September 14, 2017
On September 14, Senators Murkowski (R-AK) and King (I-ME) introduced a bill (S.1787) to reauthorize the National Cooperative Geologic Mapping Program (NCGMP) through 2023. Overseen by the U.S. Geological Survey (USGS), the program was established in the National Geologic Mapping Act of 1992 in order to create detailed geologic maps of the US. It was last reauthorized in 2009, and is set to expire in 2018.
The NCGMP works with Federal, State, and university partners in FEDMAP, STATEMAP, and EDMAP, respectively, to produce maps that are then added to the National Geologic Map Database. For STATEMEP and EDMAP, the program matches funds on a 1:1 level for proposed mapping projects. The program partners extensively with the American Association of State Geologists (AASG) to determine Federal and State mapping priorities, as well as carry out the mapping.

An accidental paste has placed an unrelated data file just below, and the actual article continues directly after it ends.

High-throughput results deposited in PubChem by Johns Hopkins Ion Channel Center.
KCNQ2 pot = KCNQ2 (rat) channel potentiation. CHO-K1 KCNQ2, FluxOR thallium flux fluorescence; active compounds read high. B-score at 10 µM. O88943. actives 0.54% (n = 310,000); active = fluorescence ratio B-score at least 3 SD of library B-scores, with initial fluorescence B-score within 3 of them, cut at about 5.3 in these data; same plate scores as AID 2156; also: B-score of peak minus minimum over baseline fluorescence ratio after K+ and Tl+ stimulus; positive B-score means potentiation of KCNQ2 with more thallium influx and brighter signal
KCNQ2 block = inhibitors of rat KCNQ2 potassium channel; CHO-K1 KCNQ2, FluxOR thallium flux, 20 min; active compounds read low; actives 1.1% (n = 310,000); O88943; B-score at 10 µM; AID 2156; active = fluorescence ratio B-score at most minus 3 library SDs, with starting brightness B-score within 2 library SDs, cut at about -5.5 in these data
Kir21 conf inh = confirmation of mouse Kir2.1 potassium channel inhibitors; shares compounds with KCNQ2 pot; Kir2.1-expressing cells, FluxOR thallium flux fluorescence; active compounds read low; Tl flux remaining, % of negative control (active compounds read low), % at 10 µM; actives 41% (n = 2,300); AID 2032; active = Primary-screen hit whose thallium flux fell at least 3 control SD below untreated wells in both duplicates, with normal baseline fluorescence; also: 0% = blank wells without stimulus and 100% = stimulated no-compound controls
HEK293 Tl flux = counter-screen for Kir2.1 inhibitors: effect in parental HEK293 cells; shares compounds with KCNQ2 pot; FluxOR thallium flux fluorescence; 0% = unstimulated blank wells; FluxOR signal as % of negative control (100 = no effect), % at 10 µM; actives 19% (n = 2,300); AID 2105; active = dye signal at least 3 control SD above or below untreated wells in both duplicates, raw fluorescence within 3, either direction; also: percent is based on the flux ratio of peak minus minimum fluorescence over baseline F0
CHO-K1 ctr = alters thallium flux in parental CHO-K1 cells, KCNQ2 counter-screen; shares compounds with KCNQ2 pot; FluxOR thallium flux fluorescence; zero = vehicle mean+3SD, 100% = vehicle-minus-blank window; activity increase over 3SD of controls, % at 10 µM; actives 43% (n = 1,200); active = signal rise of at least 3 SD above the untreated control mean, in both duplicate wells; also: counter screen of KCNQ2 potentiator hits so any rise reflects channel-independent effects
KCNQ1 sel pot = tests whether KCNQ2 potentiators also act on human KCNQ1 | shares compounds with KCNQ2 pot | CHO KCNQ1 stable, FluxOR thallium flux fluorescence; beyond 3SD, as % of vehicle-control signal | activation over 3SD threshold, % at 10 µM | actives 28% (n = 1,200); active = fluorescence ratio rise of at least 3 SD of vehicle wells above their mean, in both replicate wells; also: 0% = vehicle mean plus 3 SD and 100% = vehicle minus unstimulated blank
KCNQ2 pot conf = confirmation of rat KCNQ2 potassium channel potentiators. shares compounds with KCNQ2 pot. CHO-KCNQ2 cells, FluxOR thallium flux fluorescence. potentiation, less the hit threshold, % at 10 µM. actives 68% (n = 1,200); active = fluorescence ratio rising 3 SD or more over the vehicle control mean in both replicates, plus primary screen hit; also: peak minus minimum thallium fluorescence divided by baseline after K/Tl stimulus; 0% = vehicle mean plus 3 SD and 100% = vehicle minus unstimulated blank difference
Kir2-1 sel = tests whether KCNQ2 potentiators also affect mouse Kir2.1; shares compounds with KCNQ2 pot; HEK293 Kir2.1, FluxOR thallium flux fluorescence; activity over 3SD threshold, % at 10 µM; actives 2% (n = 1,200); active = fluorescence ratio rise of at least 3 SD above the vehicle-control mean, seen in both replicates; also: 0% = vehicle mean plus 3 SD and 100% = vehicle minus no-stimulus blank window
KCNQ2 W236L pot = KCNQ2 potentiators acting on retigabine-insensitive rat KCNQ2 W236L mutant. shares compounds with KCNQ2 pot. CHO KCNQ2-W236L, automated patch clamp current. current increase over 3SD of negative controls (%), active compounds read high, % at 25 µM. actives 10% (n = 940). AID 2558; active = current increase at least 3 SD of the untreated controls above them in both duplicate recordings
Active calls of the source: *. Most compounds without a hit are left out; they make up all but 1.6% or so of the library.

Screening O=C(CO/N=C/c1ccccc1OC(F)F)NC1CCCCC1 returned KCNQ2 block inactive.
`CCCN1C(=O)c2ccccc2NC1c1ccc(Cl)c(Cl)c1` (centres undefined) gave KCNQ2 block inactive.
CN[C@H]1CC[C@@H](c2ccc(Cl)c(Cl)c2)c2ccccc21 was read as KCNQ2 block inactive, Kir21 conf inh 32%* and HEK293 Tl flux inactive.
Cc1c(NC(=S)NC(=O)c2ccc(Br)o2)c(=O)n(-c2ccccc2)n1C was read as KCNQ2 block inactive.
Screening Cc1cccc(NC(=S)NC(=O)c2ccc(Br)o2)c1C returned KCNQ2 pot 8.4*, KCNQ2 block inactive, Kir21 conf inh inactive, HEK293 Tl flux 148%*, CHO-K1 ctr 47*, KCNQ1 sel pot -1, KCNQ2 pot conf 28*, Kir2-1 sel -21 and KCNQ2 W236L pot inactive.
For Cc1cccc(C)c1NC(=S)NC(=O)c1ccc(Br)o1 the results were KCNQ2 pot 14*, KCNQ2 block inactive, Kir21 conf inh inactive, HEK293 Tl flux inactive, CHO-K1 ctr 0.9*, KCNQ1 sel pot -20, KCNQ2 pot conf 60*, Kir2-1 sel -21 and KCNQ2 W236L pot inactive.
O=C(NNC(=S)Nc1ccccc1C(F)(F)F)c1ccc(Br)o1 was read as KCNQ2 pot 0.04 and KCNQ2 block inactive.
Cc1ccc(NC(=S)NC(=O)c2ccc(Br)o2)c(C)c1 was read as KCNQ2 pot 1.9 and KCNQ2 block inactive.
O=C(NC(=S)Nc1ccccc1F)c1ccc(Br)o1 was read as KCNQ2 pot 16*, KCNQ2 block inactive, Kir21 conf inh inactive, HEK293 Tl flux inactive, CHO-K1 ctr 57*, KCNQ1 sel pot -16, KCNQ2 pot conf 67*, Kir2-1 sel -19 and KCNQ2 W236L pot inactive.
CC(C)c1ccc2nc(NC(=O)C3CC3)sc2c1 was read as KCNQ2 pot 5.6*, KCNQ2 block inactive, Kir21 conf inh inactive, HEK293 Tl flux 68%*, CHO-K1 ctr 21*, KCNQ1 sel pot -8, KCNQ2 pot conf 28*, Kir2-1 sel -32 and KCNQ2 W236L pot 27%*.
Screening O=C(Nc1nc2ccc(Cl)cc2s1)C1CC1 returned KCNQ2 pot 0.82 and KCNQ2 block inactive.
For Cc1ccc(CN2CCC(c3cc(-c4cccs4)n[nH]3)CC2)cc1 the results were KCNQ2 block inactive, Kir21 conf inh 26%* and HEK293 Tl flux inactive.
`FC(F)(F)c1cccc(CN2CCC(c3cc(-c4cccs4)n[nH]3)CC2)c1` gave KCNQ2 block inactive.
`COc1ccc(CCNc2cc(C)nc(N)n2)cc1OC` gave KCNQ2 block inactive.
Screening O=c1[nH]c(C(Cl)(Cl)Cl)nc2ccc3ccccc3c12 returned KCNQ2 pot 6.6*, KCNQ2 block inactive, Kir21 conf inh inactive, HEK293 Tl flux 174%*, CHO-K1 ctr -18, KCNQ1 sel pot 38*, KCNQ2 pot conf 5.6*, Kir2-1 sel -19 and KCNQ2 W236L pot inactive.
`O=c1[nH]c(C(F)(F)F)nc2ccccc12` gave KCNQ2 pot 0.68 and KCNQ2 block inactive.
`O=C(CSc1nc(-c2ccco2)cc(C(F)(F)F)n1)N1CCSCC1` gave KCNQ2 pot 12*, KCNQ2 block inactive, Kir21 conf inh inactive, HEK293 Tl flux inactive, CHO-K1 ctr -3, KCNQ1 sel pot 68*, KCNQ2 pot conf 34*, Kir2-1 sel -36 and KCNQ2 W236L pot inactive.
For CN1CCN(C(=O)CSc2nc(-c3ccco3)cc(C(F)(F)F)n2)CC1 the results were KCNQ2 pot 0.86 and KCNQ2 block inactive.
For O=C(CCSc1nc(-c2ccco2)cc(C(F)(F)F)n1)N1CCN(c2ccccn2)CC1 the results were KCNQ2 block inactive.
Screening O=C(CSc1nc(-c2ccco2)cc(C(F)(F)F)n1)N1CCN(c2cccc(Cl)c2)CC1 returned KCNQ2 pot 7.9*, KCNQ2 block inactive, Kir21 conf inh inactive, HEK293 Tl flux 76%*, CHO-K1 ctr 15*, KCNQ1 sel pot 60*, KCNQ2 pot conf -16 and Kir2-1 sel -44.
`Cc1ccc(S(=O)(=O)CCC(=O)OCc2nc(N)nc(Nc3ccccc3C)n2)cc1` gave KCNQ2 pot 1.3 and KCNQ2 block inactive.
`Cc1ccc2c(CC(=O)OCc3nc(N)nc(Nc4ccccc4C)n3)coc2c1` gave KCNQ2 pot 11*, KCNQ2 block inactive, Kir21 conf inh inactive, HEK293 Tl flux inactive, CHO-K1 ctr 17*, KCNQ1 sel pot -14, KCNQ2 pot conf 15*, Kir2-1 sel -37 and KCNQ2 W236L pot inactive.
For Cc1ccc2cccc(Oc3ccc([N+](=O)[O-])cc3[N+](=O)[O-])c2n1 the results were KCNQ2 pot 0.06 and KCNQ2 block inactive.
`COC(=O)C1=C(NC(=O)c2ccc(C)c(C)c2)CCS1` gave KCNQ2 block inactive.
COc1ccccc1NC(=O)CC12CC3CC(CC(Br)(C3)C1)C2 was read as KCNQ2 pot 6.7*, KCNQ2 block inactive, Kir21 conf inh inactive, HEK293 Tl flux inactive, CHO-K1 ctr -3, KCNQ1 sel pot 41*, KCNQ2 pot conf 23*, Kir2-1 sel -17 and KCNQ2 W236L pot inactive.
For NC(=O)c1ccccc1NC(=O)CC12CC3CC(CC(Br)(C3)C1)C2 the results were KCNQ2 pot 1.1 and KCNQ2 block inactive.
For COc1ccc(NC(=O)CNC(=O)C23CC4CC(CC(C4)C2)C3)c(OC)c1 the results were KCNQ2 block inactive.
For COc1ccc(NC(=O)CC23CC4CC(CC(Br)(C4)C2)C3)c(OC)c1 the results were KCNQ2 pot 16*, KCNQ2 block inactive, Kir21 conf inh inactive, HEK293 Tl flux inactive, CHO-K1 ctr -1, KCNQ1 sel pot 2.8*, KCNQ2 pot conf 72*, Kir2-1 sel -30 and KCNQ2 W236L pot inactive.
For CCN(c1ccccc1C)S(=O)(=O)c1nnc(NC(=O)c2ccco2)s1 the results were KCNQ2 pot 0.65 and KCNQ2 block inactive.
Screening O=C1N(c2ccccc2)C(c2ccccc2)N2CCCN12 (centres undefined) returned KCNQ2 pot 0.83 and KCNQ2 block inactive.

Understanding the geology of an area is essential for making well-informed policy decisions. The reauthorization of the National Earthquake Hazards Reduction Program (NEHRP), which was introduced earlier in the month, would now require the completion of a series of geologic and hazard risk maps so that decision makers can better identify at-risk areas and mitigate disasters. Making decisions on resource and land management also starts with geologic maps. Still, less than a third of the U.S. is mapped at the level of detail needed to make these decisions.
The President’s fiscal year 2018 Budget Request proposed cutting the program by $2 million, but the House rejected those cuts in the appropriations bill which was passed in their omnibus package. The Senate has yet to markup an Interior appropriations bill.
Sources: Library of Congress, US Geological Survey